→ There should be a District Consolidated Fund at the district level wherein all the resources from the CSS and the other plan components will be pooled together a reasonable part of which could be discretionary / untied.;
→ Wherever there are guidelines for the operation of the scheme that has to respected. The release of the fund will also be made as per the District Plan approved by the DPC.
→ The district credit plan and the sources of private / bilateral / international funding could be merged with the district fund.
→ The DPC has to also consider the audit reports made in this respect of utilisation of funds and the compliance thereto;
→ The DPC will also be concerned with the process of social audit; it will have the responsibility to visit different places and supervise the process of social audit;
→ The DPC will itself be subject to the process of social audit by third parties; appropriate methodologies will have to be evolved for the same;
→ An appropriate incentive mechanism should be put in place for community contribution in terms of resources to development plans;
→ The experiment of communitisation being carried out in the State of Nagaland in respect of health, education and electricity is strongly recommended for emulation in such Panchayats which opt for the same on pilot basis;
→ The Ministry may consider to directly transferring Funds to districts.
→ All transfer of Funds is to be made electronically.
→ The Fund Tracking System needs to be put in place to track the Funds right down to the Gram Panchayat level.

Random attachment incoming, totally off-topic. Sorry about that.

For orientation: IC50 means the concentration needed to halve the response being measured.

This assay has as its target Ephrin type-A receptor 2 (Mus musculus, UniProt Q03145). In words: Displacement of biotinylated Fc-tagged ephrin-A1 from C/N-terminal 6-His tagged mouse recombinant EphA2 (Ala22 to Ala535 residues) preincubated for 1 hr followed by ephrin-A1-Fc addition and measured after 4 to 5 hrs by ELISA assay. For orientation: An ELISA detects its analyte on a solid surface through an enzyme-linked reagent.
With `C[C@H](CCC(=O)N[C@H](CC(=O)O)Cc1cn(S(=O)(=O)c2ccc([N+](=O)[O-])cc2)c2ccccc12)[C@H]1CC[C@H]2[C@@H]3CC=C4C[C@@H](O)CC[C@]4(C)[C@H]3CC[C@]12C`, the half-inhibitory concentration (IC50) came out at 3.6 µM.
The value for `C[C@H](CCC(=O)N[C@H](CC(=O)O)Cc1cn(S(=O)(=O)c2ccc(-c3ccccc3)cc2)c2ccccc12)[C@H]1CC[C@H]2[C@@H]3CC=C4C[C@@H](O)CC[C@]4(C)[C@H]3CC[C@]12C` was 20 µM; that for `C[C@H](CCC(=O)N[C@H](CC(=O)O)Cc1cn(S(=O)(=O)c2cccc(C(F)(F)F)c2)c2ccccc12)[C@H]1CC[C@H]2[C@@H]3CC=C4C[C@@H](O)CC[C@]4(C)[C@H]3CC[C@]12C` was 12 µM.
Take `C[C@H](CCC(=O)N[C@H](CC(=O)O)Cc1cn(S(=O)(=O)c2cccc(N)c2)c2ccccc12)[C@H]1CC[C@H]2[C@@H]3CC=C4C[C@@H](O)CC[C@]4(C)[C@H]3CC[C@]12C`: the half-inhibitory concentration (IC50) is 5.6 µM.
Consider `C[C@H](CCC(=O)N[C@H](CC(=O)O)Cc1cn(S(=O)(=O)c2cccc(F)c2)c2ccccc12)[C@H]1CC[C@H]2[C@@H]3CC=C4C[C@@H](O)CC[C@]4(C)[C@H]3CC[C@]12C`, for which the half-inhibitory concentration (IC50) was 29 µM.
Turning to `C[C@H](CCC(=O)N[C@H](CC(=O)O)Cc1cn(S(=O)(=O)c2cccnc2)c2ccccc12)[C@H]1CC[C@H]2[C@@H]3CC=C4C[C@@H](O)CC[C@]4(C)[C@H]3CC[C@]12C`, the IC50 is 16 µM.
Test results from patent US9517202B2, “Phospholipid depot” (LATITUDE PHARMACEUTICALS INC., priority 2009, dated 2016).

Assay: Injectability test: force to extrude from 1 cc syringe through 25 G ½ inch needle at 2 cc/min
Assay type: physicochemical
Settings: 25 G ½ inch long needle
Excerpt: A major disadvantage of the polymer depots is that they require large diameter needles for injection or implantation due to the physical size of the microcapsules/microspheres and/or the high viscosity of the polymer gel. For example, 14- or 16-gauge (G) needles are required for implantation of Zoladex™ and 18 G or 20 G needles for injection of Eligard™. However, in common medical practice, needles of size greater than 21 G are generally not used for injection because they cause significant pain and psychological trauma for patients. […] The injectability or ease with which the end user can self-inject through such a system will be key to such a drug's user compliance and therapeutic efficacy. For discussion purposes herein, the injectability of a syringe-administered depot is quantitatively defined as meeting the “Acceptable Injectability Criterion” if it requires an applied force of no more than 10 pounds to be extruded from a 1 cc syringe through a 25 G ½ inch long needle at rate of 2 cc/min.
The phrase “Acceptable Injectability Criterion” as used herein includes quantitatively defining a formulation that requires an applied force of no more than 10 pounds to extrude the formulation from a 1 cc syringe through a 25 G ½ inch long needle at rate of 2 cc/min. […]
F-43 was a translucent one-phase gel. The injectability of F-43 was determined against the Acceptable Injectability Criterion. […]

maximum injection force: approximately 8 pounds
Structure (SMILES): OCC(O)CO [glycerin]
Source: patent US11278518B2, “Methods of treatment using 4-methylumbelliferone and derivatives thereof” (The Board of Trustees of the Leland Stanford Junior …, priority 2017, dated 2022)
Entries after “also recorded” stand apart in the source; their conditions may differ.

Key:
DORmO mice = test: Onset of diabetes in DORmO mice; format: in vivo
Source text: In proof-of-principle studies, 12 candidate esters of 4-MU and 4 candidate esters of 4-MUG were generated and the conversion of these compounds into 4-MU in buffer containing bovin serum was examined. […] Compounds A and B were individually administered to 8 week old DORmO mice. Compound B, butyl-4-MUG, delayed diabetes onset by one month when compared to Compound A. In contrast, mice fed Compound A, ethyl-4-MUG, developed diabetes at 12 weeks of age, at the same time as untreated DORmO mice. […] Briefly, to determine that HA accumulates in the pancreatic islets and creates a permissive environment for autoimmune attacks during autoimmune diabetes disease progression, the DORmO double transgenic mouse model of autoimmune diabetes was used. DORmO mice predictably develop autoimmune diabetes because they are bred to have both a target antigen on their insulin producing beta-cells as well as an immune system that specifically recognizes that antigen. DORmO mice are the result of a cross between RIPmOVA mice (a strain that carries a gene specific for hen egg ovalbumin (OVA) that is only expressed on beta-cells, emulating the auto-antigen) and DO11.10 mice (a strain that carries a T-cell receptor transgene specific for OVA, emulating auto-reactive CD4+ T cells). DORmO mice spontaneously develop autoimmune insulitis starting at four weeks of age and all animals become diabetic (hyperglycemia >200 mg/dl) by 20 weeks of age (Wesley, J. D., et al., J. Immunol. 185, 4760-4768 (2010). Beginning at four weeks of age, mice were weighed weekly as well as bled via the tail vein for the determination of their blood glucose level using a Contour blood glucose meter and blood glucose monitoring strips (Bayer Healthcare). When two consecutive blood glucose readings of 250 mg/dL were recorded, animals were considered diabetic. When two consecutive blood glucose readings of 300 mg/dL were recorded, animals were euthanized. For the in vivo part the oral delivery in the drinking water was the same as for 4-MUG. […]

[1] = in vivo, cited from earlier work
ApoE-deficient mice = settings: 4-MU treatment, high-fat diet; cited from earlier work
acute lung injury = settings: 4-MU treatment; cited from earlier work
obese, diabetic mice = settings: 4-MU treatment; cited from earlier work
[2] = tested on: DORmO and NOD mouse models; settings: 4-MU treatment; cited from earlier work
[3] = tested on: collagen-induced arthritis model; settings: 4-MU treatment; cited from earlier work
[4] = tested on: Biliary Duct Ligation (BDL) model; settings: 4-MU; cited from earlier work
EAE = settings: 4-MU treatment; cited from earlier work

→ The process of convergence is more difficult to achieve at the top level rather than at the ground level; the Government has to make a special efforts in view of inter and intra-ministerial rivalriesand turf battles; it has to be rigidly enforced at the top level;
→ The process will initiate with a capacity development and sensitisation exercise.
→ Scope of convergence between the programmes in Ministries like Agriculture and Cooperation, Social Justice and Welfare etc.
→ The next step would be to have convergence at inter-ministerial programme level; the GoI could constitute groups of Ministries or groups of programmes for convergence with a specific task;
→ Assessing convergence is also necessary.
→ Proper incentive-disincentive structure have to devised for convergence. This should be at the discretion of the DPC and judged by a transparent process.
→ Convergence should be a transparent and holistic activity rather than mere fund adjustment.